Boston, truly, boasts some of the greatest food going. I literally ate my way through the city during my time there. I worked on Newberry Street, which was smack dab in the downtown area in the high-end shopping district. Limos would pull up during the day to drop of their well-manicured pampered occupants to do a bit of shopping, or perhaps get their hair cut at one of the ultra expensive salson scattered up and down Newberry and the adjacent streets. Once needing a hair cut, I ventured inside one of these salons to share that experience. Inside I found a tastefully decorated waiting area, with chairs so comfortable I felt like settling in, popping some popcorn, and catching a movie on the tube. After being greeted by the most fabulous looking man, I was offered a glass of wine or a delicate flute of champagne and was told it would be ten minutes before my stylist would be ready for me.
My stylist, was a tall, lanky sort, with black laquered fingernails and spiky hair that was dark at the roots and bleached on the ends. One earring shone in his right earlobe, green eye shadow highlighted his well lined eyes, and he wore a purple shirt with very tight black pants. After picking through my shoulder length hair like a mother chimp looking for fleas, this accompanied by much tut tutting and rolling of eyes, he determined that the patient could indeed still be saved. A list of things that needed to be done to make me fit for being seen in public, above and beyond the $80.00 cut, were suggested. This was the late 70’s, so for me the cut alone was a bite in the budget. I called the bank, requested a second on our house, and signed up.
It seemed that the stylists did not wash the heads themselves, but had people for that. I was passed on to an impecably dressed young woman who wore shoes with heels so tall I’m sure she suffered from bouts of unexplained vertigo. A neatly pressed rose pink smock covered her street clothes. I’ll tell you, the wash was worth the money. It was like a full scalp massage and facial rolled into one. My temples were rubbed, my ears were cleaned. Two hours and two days pay later, a new me left the building.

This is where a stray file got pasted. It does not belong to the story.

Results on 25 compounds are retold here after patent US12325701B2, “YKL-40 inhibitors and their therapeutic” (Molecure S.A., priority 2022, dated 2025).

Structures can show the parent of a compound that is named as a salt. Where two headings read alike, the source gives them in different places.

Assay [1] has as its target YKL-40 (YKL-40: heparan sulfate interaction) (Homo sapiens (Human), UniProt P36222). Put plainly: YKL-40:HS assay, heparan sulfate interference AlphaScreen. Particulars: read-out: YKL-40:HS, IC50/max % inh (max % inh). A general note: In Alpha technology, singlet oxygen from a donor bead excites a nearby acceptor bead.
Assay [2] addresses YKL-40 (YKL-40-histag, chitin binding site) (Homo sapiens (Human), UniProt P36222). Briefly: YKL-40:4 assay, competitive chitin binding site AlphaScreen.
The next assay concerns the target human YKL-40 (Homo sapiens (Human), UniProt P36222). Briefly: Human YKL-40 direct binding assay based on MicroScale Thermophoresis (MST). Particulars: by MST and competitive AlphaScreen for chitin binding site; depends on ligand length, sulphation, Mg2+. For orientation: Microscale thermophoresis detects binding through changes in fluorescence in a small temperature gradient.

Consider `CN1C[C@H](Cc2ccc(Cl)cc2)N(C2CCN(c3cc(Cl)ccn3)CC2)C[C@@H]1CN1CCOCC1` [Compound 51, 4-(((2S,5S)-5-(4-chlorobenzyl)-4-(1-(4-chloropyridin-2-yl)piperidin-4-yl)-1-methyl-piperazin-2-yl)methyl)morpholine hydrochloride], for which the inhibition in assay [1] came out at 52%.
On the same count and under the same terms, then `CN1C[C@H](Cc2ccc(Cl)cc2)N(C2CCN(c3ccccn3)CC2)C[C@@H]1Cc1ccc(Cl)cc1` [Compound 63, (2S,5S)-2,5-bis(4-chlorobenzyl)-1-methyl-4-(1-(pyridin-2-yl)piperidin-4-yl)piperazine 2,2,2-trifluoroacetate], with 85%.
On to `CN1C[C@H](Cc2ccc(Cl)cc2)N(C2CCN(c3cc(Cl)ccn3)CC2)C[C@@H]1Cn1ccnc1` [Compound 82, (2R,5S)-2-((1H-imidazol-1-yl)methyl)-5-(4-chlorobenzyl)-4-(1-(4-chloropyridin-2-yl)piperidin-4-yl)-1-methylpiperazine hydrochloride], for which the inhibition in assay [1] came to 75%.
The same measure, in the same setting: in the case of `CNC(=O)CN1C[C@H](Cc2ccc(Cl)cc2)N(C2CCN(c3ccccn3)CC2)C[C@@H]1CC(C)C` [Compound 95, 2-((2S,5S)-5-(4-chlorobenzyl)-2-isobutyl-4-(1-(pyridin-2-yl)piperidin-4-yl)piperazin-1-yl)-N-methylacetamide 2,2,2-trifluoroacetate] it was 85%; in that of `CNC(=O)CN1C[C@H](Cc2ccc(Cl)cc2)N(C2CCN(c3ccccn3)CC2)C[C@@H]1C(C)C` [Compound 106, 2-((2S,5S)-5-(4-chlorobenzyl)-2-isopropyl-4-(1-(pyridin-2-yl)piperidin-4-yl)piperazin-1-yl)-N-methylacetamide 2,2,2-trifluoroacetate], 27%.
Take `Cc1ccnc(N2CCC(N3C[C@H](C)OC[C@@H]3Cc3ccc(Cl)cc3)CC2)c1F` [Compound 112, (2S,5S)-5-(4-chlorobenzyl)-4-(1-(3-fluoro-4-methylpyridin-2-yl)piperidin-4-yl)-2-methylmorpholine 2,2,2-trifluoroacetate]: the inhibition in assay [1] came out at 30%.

I’m sure in my lifetime I’ll never experience what it’s like to be ridiculously rich, or even just giddily semi-wealthy, but it was interesting to walk in their tall shoes for a moment. As an old Irish saying goes: “If you want to know what God thinks of money, just look at who He gives it to.”
Have a great St. Patrick’s Day! This recipe came from one of my Canadian cousins. They’re great by themselves, but I serve them often with pork and top them with chunky applesauce, or as a bed for poached eggs.
Boxty Potato Pancakes
6 large russet potatoes
3 green onions, thinly sliced (green and white parts)
1/2 cup all-purpose flour
1 tsp. baking powder
3/4 cups buttermilk
3 Tbsp. butter
3 Tbsp. Canola oil
1/2 tsp. salt
1/8 tsp. garlic powder
1/8 tsp. black pepper
Peel 3 potatoes and cut into chunks. Place in large saucepan and cover with lightly salted water. Bring to boil. Cook 15-20 mins. until fork tender. Drain. Transfer to a mixing bowl and mash well. Set aside.
Peel and grate the remaining 3 potatoes. Place in a clean kitchen towel and wring to remove excess moisture. You can also put in a paper towel lined lettuce spinner to complete this step. Add to bowl of mashed potatoes. Add green onions, baking powder, flour, salt, garlic powder, and black pepper to mixture. Mix well. Stir in buttermilk. Mixture will be a thick consistency.
In large skillet melt 1 Tbsp. butter and 1 Tbsp. oil over med-high heat. Drop potato mixture into pan by 1/4 cupfulls (not to close together). Flatten with spatula. Repeat steps for two more batches.